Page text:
I will start by saying that I am a registered Democrat, but strongly Independent in spirit. In 2000, I would have strongly considered voting for McCain had he gotten the Republican nomination. My one strong concern at that point was his platform on abortion. I also really liked a lot of the things Ron Paul had to say during the Republican primary. I have a great deal of respect for numerous politicians on both sides of the partisan divide and those who fall outside of it.
I am voting for Obama. I have known I would vote for Obama since last summer, when I attended his rally here in New York, in Washington Square Park. At the time, I preferred Hillary Clinton as a candidate, but I had heard Obama's speech in 2004 and had paid attention to his defeated bill on the war in 2006-2007, which would have started bringing troops home a few months ago, and I liked those things about him. I was concerned about his age and experience, but I am one of those people who really tries to educate myself before voting, so I was willing to at least give him a chance to answer my questions about his viability as a candidate.
In the first ten minutes of his speech, he talked about just those concerns-- he admitted outright that he didn't have nearly as much experience in Washington as other candidates, but he put forward his experience in Illinois, and cited other presidents who didn't have a ton of experience. He talked about ways in which he felt he could educate himself or how he could fill his cabinet in order to make up for his own weaknesses. He admitted outright what his weaknesses were, and put out point by point plans for how he would address them.
That's not something I've ever seen a candidate for president do. That was when I decided that I would support him.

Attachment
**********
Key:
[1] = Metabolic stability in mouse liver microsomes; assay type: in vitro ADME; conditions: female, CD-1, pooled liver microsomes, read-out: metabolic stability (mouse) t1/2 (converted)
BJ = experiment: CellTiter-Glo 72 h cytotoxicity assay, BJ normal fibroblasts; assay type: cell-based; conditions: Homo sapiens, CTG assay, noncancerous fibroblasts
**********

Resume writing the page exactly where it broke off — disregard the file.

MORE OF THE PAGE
Now, I'll get one thing straight: I am not happy about his FISA vote. I really wish he had listened to Keith Olbermann's advice on this one.
On the other hand, I understand the FISA vote in terms of something Senator Obama has spoken about since the beginning of his campaign: the need for compromise to get things done. This was a compromise, and a risky one, one that a lot of his core supporters, including me, don't agree with, although I understand the argument in favor of it. But he has spoken strongly of the need for compromise since the beginning of his campaign.
I have seen a number of people become angry over things Obama has done or said since he became the presumptive nominee of the Democratic Party:
His choice not to accept public funds after pledging to accept them (which to me seems like promising to let someone buy you dessert and then saying you're not hungry, especially since the choice was made after McCain pledged to accept public funds and then decided not to, which, oddly enough, got very little news coverage compared to Obama's decision, which was a direct result of McCain's.